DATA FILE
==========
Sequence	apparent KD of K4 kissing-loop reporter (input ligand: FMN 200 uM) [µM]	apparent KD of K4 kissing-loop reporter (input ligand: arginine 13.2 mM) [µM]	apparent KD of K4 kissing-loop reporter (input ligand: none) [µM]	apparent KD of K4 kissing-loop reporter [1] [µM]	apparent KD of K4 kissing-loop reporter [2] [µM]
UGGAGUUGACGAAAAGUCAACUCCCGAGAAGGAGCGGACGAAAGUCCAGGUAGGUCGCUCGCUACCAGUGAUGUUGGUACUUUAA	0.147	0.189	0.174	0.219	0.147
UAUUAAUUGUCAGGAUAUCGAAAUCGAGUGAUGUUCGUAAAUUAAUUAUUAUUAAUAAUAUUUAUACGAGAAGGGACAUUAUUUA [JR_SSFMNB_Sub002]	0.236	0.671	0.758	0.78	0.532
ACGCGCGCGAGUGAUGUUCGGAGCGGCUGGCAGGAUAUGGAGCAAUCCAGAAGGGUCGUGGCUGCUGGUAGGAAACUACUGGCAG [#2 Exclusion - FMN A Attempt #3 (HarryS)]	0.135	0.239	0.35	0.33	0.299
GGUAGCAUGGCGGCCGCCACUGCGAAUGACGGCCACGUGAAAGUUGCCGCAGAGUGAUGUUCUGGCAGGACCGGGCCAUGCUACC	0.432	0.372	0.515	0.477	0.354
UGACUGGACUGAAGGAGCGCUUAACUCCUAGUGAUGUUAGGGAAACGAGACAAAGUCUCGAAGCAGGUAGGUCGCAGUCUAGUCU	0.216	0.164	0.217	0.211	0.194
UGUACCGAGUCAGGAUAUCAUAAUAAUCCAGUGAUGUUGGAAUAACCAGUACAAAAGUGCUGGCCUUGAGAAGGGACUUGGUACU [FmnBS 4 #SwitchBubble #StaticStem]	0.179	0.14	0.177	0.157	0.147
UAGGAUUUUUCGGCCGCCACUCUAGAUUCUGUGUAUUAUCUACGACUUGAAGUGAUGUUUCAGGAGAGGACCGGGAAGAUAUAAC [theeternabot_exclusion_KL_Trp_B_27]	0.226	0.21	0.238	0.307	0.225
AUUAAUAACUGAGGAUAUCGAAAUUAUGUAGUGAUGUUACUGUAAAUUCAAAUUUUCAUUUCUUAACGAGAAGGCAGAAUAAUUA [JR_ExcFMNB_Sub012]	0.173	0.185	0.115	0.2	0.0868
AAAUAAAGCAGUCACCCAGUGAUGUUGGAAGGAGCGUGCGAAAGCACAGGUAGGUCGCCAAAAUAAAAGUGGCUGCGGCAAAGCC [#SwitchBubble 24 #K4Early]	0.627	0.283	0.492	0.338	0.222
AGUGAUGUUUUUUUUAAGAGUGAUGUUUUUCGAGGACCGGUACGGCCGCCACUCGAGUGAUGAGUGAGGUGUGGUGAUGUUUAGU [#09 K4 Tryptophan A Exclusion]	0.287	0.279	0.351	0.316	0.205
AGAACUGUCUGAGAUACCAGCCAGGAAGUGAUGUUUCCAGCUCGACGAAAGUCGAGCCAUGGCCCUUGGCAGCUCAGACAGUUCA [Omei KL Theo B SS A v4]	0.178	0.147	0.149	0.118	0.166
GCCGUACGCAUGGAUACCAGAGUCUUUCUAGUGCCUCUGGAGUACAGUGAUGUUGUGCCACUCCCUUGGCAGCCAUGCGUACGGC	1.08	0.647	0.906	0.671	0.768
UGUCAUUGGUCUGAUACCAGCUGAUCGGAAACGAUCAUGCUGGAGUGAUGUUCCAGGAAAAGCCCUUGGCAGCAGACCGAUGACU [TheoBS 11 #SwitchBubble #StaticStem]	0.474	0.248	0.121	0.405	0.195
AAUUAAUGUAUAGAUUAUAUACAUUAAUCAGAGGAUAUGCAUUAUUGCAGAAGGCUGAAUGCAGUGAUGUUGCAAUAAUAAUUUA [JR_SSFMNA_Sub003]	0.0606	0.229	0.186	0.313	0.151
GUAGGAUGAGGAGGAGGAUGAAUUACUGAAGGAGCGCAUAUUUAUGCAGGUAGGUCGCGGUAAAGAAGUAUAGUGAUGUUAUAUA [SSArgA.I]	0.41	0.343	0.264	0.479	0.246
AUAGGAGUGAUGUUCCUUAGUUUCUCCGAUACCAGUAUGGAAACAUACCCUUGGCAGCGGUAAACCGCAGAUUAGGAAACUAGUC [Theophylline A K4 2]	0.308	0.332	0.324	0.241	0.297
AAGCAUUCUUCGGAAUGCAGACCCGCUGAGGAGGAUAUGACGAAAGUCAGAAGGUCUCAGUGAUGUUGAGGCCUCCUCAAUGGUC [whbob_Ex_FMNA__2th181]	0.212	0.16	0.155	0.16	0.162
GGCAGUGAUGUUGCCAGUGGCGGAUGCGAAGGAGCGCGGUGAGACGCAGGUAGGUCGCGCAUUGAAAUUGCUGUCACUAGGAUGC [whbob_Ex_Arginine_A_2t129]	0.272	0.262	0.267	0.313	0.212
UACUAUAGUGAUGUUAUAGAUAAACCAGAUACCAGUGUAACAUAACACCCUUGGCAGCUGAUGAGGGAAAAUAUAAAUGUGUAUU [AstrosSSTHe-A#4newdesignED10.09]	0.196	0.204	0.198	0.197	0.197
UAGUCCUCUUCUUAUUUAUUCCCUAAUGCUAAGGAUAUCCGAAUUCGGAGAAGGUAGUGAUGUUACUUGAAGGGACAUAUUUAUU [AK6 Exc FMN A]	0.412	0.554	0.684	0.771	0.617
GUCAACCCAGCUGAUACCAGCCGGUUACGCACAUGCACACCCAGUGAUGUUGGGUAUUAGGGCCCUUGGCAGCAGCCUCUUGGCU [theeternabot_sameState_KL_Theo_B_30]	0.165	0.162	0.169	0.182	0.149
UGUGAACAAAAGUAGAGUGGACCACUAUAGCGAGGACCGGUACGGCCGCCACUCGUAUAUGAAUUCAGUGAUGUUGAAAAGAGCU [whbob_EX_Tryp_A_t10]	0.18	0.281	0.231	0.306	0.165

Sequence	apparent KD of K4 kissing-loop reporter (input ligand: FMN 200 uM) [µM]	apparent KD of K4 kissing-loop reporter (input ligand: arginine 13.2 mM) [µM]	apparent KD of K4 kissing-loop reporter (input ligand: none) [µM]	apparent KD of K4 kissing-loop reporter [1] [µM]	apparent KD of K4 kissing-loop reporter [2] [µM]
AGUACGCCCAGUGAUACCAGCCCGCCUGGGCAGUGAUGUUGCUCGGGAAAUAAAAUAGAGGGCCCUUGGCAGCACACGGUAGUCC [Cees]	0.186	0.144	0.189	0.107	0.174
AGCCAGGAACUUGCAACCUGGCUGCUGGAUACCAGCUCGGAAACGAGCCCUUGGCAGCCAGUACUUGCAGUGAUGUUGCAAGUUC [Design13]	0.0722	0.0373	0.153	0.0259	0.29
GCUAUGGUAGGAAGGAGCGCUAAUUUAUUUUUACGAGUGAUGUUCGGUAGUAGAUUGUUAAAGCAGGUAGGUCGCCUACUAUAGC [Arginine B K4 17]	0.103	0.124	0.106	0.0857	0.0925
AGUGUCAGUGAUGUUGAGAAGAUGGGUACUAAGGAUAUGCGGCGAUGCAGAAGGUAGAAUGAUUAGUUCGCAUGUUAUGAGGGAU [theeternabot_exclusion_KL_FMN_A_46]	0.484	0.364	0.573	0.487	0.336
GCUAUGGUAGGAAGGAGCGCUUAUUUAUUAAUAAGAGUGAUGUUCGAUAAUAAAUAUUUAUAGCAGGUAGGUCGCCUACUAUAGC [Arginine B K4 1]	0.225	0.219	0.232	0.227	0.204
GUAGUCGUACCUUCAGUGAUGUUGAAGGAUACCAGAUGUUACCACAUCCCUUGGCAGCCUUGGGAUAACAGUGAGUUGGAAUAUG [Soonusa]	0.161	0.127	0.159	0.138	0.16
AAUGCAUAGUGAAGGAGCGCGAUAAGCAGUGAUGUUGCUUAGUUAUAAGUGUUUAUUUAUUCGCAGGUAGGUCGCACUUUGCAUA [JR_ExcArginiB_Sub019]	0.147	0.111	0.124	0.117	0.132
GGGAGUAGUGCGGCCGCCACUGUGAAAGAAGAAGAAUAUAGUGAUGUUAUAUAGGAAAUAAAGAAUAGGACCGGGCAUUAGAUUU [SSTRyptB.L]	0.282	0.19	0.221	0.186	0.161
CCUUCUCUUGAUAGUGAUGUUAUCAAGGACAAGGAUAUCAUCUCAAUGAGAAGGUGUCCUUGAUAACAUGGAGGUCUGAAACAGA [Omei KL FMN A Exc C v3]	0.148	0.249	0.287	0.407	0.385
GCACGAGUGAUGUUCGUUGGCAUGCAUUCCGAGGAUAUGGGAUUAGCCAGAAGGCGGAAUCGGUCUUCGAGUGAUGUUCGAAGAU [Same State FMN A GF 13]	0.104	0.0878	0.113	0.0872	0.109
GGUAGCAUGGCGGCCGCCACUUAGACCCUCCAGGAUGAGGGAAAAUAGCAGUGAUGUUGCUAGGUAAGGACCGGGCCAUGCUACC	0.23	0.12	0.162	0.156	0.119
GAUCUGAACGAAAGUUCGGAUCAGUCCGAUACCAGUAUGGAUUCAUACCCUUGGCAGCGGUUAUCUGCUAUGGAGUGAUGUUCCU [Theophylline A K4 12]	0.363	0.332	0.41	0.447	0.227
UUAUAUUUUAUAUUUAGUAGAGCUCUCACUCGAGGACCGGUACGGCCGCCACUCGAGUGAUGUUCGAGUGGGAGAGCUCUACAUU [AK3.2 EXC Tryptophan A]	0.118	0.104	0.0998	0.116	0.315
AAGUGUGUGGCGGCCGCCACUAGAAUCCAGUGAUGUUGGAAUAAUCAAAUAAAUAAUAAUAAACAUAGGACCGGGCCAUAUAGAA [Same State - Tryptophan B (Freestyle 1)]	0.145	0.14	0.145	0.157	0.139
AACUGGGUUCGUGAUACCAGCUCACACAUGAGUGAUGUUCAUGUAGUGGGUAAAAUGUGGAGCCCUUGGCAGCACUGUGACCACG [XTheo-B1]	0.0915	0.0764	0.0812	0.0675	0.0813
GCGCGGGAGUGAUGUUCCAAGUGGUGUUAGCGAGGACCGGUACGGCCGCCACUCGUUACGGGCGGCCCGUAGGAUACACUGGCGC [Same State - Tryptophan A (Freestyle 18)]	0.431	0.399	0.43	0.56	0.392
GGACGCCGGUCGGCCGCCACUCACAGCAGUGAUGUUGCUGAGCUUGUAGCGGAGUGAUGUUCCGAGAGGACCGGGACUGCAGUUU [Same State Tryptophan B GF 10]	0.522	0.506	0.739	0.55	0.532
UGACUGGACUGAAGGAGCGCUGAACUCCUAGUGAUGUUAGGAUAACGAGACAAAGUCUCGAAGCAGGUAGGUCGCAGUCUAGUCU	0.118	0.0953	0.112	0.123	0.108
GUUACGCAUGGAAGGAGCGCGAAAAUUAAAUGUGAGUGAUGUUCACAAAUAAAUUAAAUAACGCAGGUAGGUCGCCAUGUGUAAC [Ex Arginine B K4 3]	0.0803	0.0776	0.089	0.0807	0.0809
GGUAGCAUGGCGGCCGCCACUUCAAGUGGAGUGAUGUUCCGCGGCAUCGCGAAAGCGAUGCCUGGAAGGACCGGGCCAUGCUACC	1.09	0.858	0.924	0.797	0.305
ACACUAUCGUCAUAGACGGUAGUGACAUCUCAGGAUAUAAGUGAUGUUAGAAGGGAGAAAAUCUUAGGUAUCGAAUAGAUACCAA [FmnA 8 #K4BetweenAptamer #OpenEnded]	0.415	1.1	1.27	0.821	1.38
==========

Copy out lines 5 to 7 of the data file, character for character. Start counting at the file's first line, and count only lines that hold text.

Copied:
GGUAGCAUGGCGGCCGCCACUGCGAAUGACGGCCACGUGAAAGUUGCCGCAGAGUGAUGUUCUGGCAGGACCGGGCCAUGCUACC	0.432	0.372	0.515	0.477	0.354
UGACUGGACUGAAGGAGCGCUUAACUCCUAGUGAUGUUAGGGAAACGAGACAAAGUCUCGAAGCAGGUAGGUCGCAGUCUAGUCU	0.216	0.164	0.217	0.211	0.194
UGUACCGAGUCAGGAUAUCAUAAUAAUCCAGUGAUGUUGGAAUAACCAGUACAAAAGUGCUGGCCUUGAGAAGGGACUUGGUACU [FmnBS 4 #SwitchBubble #StaticStem]	0.179	0.14	0.177	0.157	0.147